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Don't Let Your Home Make You House Poor

Oct 30, 2019 3 min read

Key Takeaways

  • Stick to your budget, even when it comes to your dream home.
  • Remember that the mortgage isn’t the only cost.
  • Take the time to amass your down payment before buying.



Buying a home may be, for some people, the ultimate symbol of adulthood and even success. But you shouldn’t sacrifice your other financial goals just to be a homeowner.

Saving for retirement, putting aside money for your children’s college and contributing to an emergency fund are also important financial aims to balance along with meeting your day-to-day living expenses. Adding a mortgage and other homeownership expenses shouldn't make you house-poor, and compromise your ability to balance all your financial priorities.

To understand how much you can afford to spend on a home, some financial professionals recommend using the 50/20/30 rule, a budgeting guideline that divides your spending into three broad areas:

  1. Dedicate no more than 50% of your income to fixed costs such as housing, car payments, insurance, utilities and so on.
  2. Put 20% into long-term financial goals such as retirement, an emergency fund and college savings.
  3. Spend the last 30% on fluctuating categories including dining out, hobbies or shopping.

If your money is all tied up in a house you can’t really afford, you won’t have any left over for these other goals, and it will be hard to build a financially comfortable future – or a secure life right now.


Know your budget

It’s easy to see how you might get in over your head with a home purchase. You fall in love with the perfect house that’s just outside your price range. When you put in an offer, there’s a bidding war and you find yourself spending more than you planned – sometimes as much as 10-15% above the asking price and above the amount you have been pre-approved to spend.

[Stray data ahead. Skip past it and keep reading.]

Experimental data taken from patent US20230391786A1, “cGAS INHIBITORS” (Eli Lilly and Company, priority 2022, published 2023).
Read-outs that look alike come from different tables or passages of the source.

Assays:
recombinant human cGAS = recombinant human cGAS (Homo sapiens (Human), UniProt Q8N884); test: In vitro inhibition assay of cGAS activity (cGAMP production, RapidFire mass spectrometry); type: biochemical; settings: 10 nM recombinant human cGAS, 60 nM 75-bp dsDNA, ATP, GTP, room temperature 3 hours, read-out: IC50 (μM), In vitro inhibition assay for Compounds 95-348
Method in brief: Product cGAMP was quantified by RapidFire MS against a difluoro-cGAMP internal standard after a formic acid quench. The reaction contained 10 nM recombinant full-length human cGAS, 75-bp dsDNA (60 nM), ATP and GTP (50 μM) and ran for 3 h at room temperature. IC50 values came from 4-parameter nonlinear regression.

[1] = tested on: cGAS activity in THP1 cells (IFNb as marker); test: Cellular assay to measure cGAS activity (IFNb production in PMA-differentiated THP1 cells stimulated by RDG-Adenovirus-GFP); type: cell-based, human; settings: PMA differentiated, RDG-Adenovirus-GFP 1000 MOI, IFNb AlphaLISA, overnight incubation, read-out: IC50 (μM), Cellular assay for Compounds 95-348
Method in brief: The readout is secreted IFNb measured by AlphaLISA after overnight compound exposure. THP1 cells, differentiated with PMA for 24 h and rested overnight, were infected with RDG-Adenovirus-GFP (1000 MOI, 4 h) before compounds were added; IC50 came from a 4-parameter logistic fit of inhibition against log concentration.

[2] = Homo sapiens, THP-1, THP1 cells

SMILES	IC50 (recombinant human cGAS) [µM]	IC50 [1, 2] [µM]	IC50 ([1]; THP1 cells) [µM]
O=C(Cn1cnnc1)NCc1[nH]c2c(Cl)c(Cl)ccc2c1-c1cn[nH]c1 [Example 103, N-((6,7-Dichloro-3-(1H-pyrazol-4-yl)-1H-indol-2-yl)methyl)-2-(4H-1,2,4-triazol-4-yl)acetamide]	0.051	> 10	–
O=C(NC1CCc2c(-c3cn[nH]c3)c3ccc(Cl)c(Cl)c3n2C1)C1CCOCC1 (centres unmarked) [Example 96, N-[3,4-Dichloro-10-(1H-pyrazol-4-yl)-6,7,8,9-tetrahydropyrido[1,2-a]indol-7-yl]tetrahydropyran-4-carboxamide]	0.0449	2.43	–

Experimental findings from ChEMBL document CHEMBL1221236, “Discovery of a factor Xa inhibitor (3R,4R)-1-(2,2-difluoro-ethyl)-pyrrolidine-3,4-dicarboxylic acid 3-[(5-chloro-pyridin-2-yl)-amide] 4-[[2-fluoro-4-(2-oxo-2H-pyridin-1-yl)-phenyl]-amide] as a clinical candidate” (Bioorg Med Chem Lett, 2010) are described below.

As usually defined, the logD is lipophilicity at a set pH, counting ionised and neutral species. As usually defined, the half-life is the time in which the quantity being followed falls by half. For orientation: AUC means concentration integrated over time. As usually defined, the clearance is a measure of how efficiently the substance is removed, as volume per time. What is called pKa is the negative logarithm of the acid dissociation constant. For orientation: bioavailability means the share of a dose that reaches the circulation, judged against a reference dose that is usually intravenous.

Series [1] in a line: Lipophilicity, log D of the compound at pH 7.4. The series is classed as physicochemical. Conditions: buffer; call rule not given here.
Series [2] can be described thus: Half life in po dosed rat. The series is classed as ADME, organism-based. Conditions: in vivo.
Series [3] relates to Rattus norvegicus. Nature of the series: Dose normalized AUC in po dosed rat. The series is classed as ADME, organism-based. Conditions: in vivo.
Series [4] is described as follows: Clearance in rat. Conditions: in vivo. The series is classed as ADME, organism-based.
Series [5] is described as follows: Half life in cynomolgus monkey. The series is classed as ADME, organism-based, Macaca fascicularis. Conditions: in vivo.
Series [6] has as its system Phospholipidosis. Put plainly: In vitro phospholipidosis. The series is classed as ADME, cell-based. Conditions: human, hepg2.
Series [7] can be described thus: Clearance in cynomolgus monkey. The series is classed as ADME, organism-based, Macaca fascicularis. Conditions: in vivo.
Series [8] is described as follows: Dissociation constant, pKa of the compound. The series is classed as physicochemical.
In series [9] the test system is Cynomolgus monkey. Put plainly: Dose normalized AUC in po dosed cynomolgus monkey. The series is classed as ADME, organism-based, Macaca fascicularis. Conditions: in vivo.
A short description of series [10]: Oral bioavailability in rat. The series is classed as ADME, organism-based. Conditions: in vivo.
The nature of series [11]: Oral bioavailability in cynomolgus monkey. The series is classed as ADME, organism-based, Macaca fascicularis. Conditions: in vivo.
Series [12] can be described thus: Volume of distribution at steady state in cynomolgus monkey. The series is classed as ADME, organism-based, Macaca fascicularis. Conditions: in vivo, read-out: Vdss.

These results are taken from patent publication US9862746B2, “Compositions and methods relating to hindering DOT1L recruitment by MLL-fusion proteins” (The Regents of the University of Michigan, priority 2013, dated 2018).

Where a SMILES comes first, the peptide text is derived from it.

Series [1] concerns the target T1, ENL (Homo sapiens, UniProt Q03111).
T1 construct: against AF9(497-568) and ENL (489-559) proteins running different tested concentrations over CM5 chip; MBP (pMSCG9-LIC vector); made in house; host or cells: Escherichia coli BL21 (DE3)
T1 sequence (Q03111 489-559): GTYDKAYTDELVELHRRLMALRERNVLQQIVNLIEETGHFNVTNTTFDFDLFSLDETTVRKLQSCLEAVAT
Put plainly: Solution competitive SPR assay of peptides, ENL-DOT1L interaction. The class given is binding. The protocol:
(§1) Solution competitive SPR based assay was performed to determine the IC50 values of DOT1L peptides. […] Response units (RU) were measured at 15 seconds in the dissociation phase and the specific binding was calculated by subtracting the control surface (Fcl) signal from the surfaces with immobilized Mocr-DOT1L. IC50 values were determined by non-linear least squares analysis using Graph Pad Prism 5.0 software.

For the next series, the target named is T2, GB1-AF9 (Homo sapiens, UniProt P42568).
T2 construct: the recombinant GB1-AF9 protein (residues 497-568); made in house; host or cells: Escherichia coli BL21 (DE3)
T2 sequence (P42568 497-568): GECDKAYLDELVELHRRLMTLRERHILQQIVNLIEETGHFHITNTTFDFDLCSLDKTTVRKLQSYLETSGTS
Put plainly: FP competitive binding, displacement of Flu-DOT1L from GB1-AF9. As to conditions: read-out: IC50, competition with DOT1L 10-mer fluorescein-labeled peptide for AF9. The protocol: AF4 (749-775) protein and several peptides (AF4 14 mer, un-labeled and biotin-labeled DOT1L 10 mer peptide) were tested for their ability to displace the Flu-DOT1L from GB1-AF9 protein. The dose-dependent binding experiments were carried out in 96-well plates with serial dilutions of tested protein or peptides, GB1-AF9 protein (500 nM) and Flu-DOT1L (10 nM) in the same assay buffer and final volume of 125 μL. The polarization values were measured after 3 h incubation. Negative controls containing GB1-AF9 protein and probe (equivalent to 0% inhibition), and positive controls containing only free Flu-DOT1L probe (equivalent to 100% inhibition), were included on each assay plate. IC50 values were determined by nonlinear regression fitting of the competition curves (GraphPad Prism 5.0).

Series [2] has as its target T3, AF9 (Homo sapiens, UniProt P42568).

You went into homeownership with your heart instead of your head. Many homeowners, of course, learned an extremely painful lesson about overextending themselves during the housing crash and financial crisis of 2008. While the market has largely recovered, buying more home than you can truly afford remains a dangerous game.

How can you ensure you are seeing the full financial picture and avoid getting in so deep with your dream home that you’re threatening your other financial goals?


Understand the hidden costs

Remember, a mortgage is just the beginning when it comes to all the other expenses you have as a homeowner. Depending on where you live, you may find it’s actually cheaper to rent than to own. This may mean you are able to put more away for those other crucial financial goals – including saving up for a down payment for a future home purchase – by renting.

Other costs of homeownership you may not be aware of include:

  • Property insurance: you need enough coverage to be able to replace your home in case of a major disaster. Plus, mortgage lenders require you to carry it.
  • Property taxes: as states and cities try to close budget holes, property taxes are likely to increase.
  • Maintenance: homeowners should budget 1% to 2% of a home’s purchase price for maintenance each year, according to the University of Illinois Extension. On a $300,000 home, that means $3,000 – every year.
  • Homeowner association fees: many communities charge residents a fee to maintain common areas


Leave your options open

You never know when job opportunities, romance or family obligations might shape your future residence location. You might want to consider holding off on buying a home until you feel reasonably locked into some of your other life goals and responsibilities: career, love and family.


Have patience

While you may be able to get a loan with only 10% down (or, in the case of Federal Housing Administration loans, just 3.5% for borrowers with poor credit), a 20% down payment puts you on much stronger financial footing.

It lowers your monthly mortgage cost – both because you’re borrowing less and because you might pay a lower interest rate when you have more equity in your home – and eliminates the need to carry private mortgage insurance, yet another expense.

Take time to build up your down payment as you also work on other short- and long-term financial goals, so you have a better chance of getting a loan with the best rate and terms.


What you can do next

To be sure, along with the emotional sense of accomplishment you get from owning your home, home equity can be an important way to build long-term financial stability – as long as you do it right. Otherwise, it can have the opposite effect. Be patient while you save up, and work on other important financial goals. When you’re ready, you’ll be in an even better position to reap the benefits of homeownership.

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